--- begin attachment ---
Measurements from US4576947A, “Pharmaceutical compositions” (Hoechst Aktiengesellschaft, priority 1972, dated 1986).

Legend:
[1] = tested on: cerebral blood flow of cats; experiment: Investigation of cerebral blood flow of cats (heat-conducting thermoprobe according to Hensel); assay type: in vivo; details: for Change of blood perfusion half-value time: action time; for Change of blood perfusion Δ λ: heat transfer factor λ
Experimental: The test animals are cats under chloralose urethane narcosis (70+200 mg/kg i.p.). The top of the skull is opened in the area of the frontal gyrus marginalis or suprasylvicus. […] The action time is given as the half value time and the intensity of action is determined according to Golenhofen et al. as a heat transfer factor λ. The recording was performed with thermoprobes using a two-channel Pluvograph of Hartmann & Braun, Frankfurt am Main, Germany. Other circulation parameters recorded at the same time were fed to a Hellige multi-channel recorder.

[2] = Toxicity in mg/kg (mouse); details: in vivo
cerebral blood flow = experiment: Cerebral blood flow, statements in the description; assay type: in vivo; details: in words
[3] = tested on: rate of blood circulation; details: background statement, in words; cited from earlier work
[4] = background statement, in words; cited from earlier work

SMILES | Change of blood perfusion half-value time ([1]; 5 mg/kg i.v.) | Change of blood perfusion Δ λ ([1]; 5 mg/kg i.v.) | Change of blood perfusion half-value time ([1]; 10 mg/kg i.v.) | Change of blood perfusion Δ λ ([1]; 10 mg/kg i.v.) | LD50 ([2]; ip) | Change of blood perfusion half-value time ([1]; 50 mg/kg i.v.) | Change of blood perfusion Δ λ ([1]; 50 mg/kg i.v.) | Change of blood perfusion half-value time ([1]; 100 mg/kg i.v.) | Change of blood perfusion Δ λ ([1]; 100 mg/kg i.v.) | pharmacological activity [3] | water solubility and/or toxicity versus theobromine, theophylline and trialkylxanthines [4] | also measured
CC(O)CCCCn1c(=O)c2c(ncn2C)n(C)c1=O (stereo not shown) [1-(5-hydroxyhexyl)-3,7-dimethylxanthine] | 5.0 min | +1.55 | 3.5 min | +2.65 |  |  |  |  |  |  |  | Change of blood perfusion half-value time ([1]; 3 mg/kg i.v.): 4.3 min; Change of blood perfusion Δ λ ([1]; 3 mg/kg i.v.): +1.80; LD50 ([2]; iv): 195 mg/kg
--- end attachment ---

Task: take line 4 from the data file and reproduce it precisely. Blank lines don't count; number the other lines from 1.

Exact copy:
Experimental: The test animals are cats under chloralose urethane narcosis (70+200 mg/kg i.p.). The top of the skull is opened in the area of the frontal gyrus marginalis or suprasylvicus. […] The action time is given as the half value time and the intensity of action is determined according to Golenhofen et al. as a heat transfer factor λ. The recording was performed with thermoprobes using a two-channel Pluvograph of Hartmann & Braun, Frankfurt am Main, Germany. Other circulation parameters recorded at the same time were fed to a Hellige multi-channel recorder.